The University of Southampton
University of Southampton Institutional Repository

A suite of robust radioanalytical techniques for the determination of tritium and other volatile radionuclides in decommissioning wastes and environmental matrices

A suite of robust radioanalytical techniques for the determination of tritium and other volatile radionuclides in decommissioning wastes and environmental matrices
A suite of robust radioanalytical techniques for the determination of tritium and other volatile radionuclides in decommissioning wastes and environmental matrices
Tritium is ubiquitous in and around nuclear plants, being formed via neutron capture by 2H, 6Li, 10B and 14N and via ternary fission. The highly mobile nature of 3H species results in widespread distribution of the radionuclide. Predictive modeling of 3H activity concentrations is challenging and direct measurement of 3H activities in materials is the preferred approach to underpin waste and environmental assessments. For well over a decade, the UK nuclear industry has engaged in a significant program of site decommissioning of its first generation reactors. This has resulted in a high demand for the rapid characterization of 3H in a diverse range of matrices, including concretes, metals, plastics, sludges, resins, soils and biota. To support such assessments, it has been necessary to develop dedicated instrumentation in parallel with robust radioanalytical methodologies; namely a multi-tube furnace and a high-capacity, closed (pressurized) oxygen combustion system. Data are presented on the development and validation of these instruments, designed specifically to enable the quantitative extraction of 3H (and other volatile radionuclides) from diverse sample types. Furthermore the furnace system has been employed as a tool to gain insights into the 3H association in decommissioning and environmental matrices exposed to 3H arising from nuclear power plant operations through tritium evolution with temperature profiling. The impact of the chemical speciation of 3H on analytical strategy is discussed. A major benefit of the multi-sample furnace is its ease of use and applicability to 3H determination in virtually any sample type. The complementary HBO2 oxygen combustion system has been developed for the quantitative oxidation of organic-rich samples (e.g. wood, plastic, oil, biota) and analytical data prove its effectiveness.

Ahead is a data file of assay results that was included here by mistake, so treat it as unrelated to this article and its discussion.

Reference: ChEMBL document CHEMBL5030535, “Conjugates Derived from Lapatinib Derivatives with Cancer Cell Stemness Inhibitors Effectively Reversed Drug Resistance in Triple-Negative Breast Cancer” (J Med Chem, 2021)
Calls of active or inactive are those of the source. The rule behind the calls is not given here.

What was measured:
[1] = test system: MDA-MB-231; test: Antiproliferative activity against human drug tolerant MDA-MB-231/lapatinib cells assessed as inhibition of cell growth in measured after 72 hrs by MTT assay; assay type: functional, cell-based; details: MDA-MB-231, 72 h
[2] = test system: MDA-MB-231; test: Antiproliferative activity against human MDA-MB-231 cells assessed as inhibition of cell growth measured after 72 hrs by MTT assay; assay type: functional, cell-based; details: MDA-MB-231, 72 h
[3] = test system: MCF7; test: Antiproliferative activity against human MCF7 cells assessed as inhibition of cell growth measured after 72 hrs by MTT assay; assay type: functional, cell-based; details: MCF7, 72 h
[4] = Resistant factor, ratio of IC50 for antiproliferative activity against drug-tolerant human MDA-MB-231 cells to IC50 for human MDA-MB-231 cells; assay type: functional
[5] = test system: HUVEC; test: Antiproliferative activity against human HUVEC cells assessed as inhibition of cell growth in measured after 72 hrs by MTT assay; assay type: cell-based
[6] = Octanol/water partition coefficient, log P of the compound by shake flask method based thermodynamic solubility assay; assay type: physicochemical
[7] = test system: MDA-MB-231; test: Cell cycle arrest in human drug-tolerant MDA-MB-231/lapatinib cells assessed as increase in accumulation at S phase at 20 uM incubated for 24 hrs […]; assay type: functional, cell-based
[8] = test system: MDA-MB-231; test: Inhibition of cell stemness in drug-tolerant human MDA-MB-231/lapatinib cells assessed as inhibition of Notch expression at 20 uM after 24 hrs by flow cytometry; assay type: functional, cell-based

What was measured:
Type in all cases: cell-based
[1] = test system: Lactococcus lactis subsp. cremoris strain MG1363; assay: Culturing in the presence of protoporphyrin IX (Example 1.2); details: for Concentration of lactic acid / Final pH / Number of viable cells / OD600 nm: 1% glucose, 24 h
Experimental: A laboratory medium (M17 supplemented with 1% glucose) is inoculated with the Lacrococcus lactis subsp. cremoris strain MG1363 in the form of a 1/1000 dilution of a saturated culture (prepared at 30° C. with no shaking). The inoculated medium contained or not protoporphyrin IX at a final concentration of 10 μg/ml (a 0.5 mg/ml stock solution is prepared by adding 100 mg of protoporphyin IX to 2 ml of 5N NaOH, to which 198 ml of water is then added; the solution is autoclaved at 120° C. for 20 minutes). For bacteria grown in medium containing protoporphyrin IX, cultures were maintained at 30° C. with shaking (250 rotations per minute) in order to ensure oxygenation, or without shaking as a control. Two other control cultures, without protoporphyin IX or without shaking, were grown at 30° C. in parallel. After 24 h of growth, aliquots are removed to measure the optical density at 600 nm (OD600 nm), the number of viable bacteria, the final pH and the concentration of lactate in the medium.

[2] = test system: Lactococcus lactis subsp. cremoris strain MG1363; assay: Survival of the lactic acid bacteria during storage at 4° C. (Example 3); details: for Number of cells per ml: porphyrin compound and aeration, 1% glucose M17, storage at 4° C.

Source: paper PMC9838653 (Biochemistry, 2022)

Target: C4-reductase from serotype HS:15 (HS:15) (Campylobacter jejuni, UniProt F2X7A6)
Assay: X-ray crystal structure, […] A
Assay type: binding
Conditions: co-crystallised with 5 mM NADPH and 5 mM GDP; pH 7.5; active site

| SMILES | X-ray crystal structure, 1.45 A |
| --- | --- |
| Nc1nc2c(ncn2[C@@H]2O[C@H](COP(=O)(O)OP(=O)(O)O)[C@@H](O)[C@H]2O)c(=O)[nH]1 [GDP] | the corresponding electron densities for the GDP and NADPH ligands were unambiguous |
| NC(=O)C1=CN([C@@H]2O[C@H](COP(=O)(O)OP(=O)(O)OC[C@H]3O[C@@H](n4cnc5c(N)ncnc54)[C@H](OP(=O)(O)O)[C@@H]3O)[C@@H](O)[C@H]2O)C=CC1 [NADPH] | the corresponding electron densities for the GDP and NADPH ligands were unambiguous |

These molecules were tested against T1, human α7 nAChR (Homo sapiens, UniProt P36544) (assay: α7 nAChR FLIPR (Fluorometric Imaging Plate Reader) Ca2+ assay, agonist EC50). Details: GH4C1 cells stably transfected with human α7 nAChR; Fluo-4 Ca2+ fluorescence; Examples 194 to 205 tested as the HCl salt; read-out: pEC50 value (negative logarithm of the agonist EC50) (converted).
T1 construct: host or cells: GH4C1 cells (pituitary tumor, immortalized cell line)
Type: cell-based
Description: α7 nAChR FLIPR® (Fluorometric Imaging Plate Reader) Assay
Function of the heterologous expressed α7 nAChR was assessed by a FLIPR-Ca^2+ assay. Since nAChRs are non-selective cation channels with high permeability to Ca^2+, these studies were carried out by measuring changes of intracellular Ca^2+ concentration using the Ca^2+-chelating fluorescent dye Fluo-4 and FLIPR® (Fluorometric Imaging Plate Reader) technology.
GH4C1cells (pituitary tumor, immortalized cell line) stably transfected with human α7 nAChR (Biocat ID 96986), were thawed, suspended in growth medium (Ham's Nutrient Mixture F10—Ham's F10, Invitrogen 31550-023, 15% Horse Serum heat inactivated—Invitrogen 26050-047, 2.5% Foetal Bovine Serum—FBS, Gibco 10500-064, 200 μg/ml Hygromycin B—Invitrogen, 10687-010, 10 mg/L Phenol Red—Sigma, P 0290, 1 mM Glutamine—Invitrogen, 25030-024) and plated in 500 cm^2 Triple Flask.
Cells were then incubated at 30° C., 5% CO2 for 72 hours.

1536-1055
290-295
Croudace, I.W.
24deb068-d096-485e-8a23-a32b7a68afaf
Warwick, P.E.
f2675d83-eee2-40c5-b53d-fbe437f401ef
Marsh, Richard
8c2a9fb4-23dc-439c-a27f-e1b4e123c0f9
Croudace, I.W.
24deb068-d096-485e-8a23-a32b7a68afaf
Warwick, P.E.
f2675d83-eee2-40c5-b53d-fbe437f401ef
Marsh, Richard
8c2a9fb4-23dc-439c-a27f-e1b4e123c0f9

Croudace, I.W., Warwick, P.E. and Marsh, Richard (2017) A suite of robust radioanalytical techniques for the determination of tritium and other volatile radionuclides in decommissioning wastes and environmental matrices. Fusion Science and Technology, 71 (3), 290-295. (doi:10.1080/15361055.2017.1293450).

Record type: Article

Abstract